Have you heard of hot fish? It’s the new hot chicken

Hot fried sea bass collars from Angler at the Beverly Center.
Hot fried sea bass collars from Angler at the Beverly Center.
(Jakob Layman)

The principles remain similar in chef Paul Chung’s treatment of striped bass from Baja. Plus, going for hot pot in Tustin.


Over the last decade, I watched hot chicken take hold of Los Angeles in a way I’d never seen a dish grip an entire city. The fiery poultry with roots in Nashville is everywhere, with countless restaurants devoted to the stuff and hot chicken-inspired menu items across Southern California. With the Hotville food truck and two locations of Howlin’ Ray’s, it’s easy to understand the obsession. If hot chicken has become part of your weekly rotation, I’m about to make the argument for hot fish. Hear me out.

Kim Prince of Hotville and Johnny Ray Zone of Howlin’ Ray’s share hot chicken insights in the premiere of our ‘Bucket List’ fried chicken show.

Jan. 28, 2020

Hot fried sea bass collars (and cheese bread) from Angler

Esther Tseng, a food writer and Times contributor, once called Angler Los Angeles at the Beverly Center a “steakhouse for seafood.” She was right. It’s a place where seafood is celebrated as the main attraction, showing up in dishes traditionally reserved for heavier proteins. Like a steakhouse, it wasn’t somewhere I thought to visit beyond a special occasion. The restaurant recently reopened with a new menu under the direction of Paul Chung, culinary director of Saison Hospitality. Now, it’s a place with cheesy bread, hot fried sea bass collars and a host of dishes you share and eat with your hands.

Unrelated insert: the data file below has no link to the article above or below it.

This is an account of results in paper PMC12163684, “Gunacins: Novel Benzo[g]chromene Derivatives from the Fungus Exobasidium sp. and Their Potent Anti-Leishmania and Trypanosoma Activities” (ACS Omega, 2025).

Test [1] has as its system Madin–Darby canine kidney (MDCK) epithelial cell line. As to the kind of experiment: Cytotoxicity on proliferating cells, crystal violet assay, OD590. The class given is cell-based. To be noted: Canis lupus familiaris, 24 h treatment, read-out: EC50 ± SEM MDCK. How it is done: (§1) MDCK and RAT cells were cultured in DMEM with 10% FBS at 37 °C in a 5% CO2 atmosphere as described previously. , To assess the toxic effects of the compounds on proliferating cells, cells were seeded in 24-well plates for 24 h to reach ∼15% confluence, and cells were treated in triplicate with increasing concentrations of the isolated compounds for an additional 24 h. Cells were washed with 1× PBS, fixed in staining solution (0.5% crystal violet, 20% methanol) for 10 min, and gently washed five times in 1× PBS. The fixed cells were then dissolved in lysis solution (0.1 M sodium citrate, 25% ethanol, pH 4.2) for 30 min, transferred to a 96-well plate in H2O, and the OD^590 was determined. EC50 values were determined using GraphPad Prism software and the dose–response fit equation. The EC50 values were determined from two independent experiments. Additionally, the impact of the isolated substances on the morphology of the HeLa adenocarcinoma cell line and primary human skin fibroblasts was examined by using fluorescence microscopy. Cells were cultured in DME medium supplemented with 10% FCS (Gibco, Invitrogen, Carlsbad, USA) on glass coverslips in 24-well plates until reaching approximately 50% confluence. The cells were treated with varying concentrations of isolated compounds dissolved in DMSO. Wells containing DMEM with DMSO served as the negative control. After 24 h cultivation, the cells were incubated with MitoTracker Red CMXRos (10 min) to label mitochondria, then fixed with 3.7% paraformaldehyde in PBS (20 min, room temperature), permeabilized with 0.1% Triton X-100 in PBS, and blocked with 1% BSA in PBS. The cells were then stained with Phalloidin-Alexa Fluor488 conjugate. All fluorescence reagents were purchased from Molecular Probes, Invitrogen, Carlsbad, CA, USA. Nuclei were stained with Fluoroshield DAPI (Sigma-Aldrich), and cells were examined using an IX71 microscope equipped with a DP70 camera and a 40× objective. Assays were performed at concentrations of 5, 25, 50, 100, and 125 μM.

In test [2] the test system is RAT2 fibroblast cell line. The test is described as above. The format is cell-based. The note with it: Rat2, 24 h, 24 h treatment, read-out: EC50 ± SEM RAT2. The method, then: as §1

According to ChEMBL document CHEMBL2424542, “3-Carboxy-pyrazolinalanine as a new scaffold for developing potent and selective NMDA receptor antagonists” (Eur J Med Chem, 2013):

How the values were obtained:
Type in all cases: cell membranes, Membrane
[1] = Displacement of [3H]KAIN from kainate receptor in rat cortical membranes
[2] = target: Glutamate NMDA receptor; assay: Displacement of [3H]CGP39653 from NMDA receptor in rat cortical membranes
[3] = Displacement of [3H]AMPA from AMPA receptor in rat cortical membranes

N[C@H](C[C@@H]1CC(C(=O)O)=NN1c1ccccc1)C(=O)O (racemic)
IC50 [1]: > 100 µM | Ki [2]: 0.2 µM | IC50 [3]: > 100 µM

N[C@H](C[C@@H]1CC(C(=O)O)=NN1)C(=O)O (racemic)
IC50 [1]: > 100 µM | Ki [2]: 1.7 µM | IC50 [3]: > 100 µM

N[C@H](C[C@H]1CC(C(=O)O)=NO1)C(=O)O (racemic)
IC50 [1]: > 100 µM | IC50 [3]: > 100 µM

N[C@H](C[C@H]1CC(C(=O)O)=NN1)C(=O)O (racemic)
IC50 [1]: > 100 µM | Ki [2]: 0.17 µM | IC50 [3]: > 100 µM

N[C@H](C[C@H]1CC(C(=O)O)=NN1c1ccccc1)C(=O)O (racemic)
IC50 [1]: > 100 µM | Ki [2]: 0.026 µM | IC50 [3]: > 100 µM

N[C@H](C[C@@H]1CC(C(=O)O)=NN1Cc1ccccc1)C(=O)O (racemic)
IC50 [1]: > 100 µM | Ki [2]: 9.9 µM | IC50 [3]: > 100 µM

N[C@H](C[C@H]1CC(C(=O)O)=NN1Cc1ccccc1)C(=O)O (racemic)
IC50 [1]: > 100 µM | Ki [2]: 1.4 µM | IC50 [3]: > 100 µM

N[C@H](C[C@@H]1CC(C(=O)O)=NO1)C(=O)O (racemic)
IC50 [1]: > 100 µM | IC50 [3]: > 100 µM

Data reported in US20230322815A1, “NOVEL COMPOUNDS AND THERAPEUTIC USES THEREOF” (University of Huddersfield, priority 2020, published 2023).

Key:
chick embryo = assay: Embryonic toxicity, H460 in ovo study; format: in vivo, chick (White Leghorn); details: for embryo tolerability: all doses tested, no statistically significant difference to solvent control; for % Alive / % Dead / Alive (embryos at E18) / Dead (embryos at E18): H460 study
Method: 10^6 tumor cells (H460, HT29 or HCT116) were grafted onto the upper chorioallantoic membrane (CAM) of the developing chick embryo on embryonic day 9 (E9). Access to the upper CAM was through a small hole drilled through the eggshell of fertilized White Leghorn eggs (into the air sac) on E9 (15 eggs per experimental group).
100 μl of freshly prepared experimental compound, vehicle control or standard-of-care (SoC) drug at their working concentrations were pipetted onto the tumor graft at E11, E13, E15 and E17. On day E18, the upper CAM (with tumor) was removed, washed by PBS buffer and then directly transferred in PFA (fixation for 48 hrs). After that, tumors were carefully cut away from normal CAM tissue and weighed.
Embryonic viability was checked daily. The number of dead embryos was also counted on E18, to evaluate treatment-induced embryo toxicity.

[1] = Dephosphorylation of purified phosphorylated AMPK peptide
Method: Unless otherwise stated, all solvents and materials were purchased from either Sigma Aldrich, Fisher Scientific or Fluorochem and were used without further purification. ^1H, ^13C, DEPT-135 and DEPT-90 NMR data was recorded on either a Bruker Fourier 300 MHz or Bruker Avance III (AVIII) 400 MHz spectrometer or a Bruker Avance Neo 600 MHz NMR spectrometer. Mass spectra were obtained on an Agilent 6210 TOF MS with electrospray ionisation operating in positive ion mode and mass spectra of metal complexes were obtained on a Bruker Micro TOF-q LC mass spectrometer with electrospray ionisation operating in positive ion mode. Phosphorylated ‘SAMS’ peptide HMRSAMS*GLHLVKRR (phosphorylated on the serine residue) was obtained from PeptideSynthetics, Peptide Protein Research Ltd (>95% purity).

It’s a menu actuated by the time he spent growing up in Virginia, his love of Southern food and his Korean heritage. And Chung, like the rest of us, is a fan of Nashville hot chicken.


“I know here that Howlin’ Ray’s is really big,” he said. “I wanted to try a version with the hot fried collars.”

He sources his collars from a sustainable striped bass farm in Baja California. They’re fried like any good fried chicken, with a rough, crisp terrain. To make his hot oil for the fish (the ingredient that makes it a hot fried fish versus fried fish), he renders chicken fat in the smoker and combines it with clarified butter and oil. He also smokes dried guajillo, chile de Arbol, California and pasilla chiles and adds them to the oil with a handful of other spices. The collars are basted in the mixture, enveloping all available surfaces in the rust-colored oil.

If you’ve enjoyed a grilled fish collar at a sushi restaurant, you’ll understand why it’s the perfect ingredient for the hot chicken treatment. There’s enough gelatin in the fish to mimic a piece of chicken that’s both juicy and meaty. And the curve of the collars means more crispy edges. Chung’s hot oil is something that should be bottled. The smoke from the chicken fat and the chiles adds depth and vigor, lending an additional flavor profile beyond the heat.

Luckily, I was at dinner with a colleague who was also not shy about excavating for every last morsel of meat. Multiple napkins were soiled.

Cheese bread from Angler.
Cheese bread from Angler.
(Jakob Layman )

Then there’s the cheese bread, a dish that sells itself. The table to our left spied ours and ordered their own. We did the same after seeing an order on the table to our right.

Before you cut into it, it appears to be your average Parker House rolls, fused together, golden brown and shining with butter. It’s actually a creation inspired by the sweet potato and cheese pizzas Chung ate as a kid in Korea.